A royal treat

Of photographs of jewels designed by Parisian jewellery houses for Indian Maharajas opens on April 10

An exhibition of photographs of jewels designed by the prestigious Parisian jewellery houses for Indian maharajas and princes will be held at the Government Museum from April 10 to 27. These photographs include images of the jewellery, of royalty wearing them and also of conceptual sketches of the designs.

The display will be of photographs of jewellery designed primarily by three designer houses from France — Cartier, Mauboussin and Van Cleef and Arpels.

Wearing of jewellery has always been and is an intrinsic part of Indian life. The precious metals and stones do not just represent riches, or even the necessary adjunct of power and glory, but are also considered quasi divine and are believed to have astrological attributes and prophylactic properties. Precious stones have been believed to confer power and health on their owners, who wore them, in accordance with strict codes.

One can therefore imagine the Indian princes’ passion for jewels, and the importance of their relationships with the elite jewellers. But, though occasional contacts were made between the Maharajahs and European jewellers in the 19th Century — for instance with the English jeweller Hamilton in Calcutta, or a special order placed with the French jeweller Oscar Massin — it was not until 1910-1920 that some princes were sufficiently impressed by European creations.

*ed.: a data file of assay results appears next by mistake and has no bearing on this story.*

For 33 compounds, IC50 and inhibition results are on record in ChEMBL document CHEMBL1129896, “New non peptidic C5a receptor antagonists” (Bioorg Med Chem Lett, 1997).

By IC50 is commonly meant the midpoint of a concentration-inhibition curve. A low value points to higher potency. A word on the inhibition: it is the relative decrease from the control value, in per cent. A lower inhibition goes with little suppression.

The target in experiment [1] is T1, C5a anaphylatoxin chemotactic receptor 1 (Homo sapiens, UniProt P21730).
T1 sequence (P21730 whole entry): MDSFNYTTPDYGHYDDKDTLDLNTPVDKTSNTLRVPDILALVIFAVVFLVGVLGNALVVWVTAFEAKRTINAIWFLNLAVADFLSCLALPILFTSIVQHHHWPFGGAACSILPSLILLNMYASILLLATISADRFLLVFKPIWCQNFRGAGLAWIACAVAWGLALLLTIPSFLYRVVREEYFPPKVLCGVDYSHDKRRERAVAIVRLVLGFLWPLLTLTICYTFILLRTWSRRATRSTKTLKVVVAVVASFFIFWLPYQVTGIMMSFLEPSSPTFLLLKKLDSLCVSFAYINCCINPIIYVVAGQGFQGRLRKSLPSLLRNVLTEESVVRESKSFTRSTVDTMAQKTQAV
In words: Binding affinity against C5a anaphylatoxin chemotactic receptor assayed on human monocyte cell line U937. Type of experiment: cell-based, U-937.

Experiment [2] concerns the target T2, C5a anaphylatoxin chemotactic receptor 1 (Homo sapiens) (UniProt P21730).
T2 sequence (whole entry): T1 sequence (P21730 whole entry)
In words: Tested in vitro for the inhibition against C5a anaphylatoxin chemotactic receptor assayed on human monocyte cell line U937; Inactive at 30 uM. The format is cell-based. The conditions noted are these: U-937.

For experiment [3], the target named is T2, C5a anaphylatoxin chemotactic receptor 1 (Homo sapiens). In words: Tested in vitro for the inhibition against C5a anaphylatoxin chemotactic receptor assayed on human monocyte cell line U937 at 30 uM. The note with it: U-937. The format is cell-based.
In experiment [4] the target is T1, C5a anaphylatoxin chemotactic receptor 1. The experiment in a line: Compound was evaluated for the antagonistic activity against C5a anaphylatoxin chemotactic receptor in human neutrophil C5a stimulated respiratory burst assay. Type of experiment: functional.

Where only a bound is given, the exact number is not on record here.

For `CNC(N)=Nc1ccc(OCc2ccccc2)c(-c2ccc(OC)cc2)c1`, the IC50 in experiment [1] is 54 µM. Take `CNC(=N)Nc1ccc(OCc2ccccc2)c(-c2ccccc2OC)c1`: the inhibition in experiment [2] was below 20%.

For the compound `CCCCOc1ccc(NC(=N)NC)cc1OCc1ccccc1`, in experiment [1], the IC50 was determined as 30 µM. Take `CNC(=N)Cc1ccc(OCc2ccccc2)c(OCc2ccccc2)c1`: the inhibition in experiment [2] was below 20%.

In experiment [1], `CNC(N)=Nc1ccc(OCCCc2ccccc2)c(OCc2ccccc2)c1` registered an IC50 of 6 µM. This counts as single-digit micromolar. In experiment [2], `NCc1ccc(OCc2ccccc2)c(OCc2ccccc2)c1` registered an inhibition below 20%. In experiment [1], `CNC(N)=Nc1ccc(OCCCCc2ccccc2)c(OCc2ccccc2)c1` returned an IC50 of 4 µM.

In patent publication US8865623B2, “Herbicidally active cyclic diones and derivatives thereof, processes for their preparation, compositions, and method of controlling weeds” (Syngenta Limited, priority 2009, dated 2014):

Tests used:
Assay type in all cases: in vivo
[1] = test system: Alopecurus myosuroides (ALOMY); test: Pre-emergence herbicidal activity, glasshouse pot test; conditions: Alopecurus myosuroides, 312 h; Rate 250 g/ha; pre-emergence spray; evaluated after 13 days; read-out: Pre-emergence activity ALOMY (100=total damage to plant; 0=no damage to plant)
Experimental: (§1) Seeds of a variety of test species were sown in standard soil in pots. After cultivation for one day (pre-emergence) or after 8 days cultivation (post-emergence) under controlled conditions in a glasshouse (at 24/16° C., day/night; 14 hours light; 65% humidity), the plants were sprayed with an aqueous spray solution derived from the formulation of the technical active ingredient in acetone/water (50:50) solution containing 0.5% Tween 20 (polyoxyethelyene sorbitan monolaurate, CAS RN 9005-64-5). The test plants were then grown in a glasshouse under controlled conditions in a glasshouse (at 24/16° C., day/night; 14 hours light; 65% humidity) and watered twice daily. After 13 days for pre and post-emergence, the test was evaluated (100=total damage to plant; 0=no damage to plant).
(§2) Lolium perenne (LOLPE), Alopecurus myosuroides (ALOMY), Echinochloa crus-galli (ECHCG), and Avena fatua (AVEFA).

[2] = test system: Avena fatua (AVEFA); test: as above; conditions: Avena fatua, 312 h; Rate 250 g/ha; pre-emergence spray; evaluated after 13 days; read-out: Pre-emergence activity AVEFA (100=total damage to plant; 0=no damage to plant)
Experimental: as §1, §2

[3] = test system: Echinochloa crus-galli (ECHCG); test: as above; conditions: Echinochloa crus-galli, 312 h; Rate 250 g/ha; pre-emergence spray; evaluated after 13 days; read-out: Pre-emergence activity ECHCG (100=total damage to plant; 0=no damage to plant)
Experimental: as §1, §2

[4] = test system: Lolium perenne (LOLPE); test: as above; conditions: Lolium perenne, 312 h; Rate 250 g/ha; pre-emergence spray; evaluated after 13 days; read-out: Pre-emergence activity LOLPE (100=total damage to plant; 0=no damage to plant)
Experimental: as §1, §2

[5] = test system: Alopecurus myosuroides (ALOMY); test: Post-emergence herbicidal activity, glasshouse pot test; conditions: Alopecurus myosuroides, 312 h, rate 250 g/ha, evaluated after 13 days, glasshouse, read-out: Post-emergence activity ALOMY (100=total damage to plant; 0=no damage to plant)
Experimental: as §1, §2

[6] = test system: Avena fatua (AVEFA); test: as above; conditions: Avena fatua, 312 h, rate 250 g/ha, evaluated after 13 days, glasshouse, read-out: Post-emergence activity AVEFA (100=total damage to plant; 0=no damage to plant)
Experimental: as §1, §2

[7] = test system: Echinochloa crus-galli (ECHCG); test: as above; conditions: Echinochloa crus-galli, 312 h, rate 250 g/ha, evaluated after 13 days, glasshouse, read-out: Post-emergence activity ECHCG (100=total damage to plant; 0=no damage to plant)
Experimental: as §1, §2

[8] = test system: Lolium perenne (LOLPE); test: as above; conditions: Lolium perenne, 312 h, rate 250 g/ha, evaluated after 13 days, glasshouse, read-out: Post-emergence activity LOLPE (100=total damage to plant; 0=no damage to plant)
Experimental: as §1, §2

This exhibition of photographs and the films that accompany the exhibition attempt to give the audience an insight into how the members of various royal families worked with different jewellery houses and a wonderful perspective of the magnificence of their jewellery.

For details contact the Alliance Francaise of Madras at (044) 28279803/1477.

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